Friday 15 January 2016

Saint Breacc Fele of Bealach-fele, January 15

It is perhaps appropriate that the holy man we commemorate today is related to the people of Saint Ite of Killeedy, as January 15 is her feast day. Saint Breacc Fele, who also seems to have been known by the name 'Mobrioccu' (Mobrigue), was also of the Déise of Munster, as Canon O'Hanlon explains:

St. Breacc Fele, of Bealach-Fele.

[Probably in the Seventh Century]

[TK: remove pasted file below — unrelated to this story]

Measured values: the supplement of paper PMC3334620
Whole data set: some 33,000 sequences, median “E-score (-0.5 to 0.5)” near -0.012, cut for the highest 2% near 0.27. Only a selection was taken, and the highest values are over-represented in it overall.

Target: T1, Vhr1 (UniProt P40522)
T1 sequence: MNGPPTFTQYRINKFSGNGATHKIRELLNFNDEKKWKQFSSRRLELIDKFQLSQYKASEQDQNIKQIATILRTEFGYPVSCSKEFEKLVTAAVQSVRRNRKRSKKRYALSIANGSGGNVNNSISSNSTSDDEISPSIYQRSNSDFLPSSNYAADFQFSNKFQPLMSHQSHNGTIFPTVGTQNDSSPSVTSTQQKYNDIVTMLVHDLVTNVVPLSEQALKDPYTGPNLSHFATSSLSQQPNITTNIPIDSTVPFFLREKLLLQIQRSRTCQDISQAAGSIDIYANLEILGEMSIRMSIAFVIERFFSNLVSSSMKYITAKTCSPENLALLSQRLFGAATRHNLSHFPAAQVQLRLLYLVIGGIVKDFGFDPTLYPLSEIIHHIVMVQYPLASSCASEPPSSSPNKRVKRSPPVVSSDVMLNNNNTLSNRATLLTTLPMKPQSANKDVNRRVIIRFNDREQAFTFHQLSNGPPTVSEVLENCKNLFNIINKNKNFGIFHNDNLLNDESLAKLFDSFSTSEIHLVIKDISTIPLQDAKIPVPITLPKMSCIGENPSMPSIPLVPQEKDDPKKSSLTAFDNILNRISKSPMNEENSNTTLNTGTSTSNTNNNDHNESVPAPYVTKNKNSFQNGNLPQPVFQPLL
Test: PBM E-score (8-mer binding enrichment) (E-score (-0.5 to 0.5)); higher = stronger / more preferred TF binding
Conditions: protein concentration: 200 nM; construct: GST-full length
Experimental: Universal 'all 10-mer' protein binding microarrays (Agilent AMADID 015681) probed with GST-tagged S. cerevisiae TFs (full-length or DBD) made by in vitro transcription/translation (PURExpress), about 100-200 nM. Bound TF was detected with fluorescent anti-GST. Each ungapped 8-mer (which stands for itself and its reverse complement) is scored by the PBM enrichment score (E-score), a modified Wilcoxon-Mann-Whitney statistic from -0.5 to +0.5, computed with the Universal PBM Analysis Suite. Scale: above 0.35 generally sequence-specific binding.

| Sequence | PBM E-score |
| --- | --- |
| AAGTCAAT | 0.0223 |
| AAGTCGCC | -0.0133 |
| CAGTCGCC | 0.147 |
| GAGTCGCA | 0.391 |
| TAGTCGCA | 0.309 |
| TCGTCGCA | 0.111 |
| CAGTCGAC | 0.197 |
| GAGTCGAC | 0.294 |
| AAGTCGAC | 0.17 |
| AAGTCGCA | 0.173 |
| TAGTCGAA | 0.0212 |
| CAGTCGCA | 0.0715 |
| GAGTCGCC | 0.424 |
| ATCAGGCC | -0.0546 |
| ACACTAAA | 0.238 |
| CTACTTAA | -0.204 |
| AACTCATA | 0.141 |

On the 15th of January, the Martyrology of Tallagh enters the name of Brice fheli, of Bealach fheli. He is somewhat differently alluded to elsewhere; for we have a clue to his family given in a later calendar. We find recorded, in the Martyrology of Donegal, on this day, Breacc Fele, of Bealach Fele. He is here said to be of the family of Fiacha Suidhe, son to Feidhlimidh Reachtimhar. This holy man, Brecus, as the name is Latinized, was the son of Silaus, son to Dubtach, son of Fergna, son to Muredach, son of Sinell, son to Brecan, son of Aengus Lethain, son to Eugenius Breac, son of Artchorb, son of Fiach. Thus he had a common ancestor with St. Ita, and he belonged to the Desii race, in the south of Ireland. He lived three generations later than St. Ita. The place where he was venerated has eluded our search, if it be not Ballyfoile, the Anglicized form of the Irish word Bealeach Foele, i.e., "the pass or road of Foele." It is now the name of a townland, in the parish of Kilmadum, and county of Kilkenny, according to some writer in the local newspapers His further remarks, probably somewhat erroneous, may serve to establish an identity between St. Mobrigue and the present St. Breacc Fele. His death is thus recorded in the Annals of the Four Masters at A.D. 730:—"St. Mobrigue, of Bealach-Fele, died." The name of this saint is said to form part of the name for the next parish, i.e., Kill-ma-de-mogue. This probably means the Church of my Mogue or Mobrigue, adds the writer, but we believe incorrectly. The site of the original church of this saint, he continues, which is also most probably the place of his burial, is well known by the denomination of Kill-Mogue, on Mr. Comerford's land, only a few fields from the old castle of Ballyfoile. It is shown by the same name on the Ordnance Townland Survey, where it is marked, "a burial place for children." In the neighbourhood, this ancient cemetery is said to be used only for unbaptized children and strangers. We do not think it probable, as the writer avers, that Mobrigue—while it may possibly be contracted into Breacc—can at all be softened down to Mogue. He regards St. Mobrigue as the patron of Ballyfoile.

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